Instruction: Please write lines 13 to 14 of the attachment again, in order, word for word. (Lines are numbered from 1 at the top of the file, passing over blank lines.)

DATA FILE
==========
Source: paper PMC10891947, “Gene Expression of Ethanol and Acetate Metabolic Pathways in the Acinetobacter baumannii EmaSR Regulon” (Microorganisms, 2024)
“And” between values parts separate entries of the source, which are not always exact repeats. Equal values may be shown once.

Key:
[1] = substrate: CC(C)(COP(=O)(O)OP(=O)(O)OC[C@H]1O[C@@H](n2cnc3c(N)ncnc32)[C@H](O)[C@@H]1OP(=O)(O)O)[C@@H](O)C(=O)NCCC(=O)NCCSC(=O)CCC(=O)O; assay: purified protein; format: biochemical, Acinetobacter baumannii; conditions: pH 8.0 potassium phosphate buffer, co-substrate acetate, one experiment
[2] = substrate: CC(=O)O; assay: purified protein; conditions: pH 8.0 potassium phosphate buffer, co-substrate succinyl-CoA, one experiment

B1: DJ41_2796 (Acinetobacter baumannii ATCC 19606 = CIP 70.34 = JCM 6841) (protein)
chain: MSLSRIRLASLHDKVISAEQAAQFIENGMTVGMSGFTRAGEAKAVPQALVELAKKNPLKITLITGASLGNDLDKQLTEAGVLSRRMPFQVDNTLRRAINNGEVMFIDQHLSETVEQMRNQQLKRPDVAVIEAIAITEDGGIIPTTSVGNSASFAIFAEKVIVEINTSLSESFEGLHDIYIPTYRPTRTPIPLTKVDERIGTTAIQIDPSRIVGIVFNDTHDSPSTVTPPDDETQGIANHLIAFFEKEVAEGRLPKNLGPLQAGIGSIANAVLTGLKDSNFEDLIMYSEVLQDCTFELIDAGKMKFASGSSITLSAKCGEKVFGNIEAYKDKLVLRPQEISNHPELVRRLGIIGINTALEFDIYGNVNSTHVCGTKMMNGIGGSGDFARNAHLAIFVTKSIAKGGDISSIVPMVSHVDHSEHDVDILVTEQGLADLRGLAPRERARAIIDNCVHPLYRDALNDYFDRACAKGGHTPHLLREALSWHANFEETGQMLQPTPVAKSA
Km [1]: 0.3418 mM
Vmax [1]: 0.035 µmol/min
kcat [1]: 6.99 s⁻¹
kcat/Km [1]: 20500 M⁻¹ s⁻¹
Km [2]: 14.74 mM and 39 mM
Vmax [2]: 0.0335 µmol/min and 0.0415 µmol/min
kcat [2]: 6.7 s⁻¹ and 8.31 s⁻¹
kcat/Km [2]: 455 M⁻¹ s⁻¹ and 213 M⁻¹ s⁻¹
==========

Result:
Vmax [2]: 0.0335 µmol/min and 0.0415 µmol/min
kcat [2]: 6.7 s⁻¹ and 8.31 s⁻¹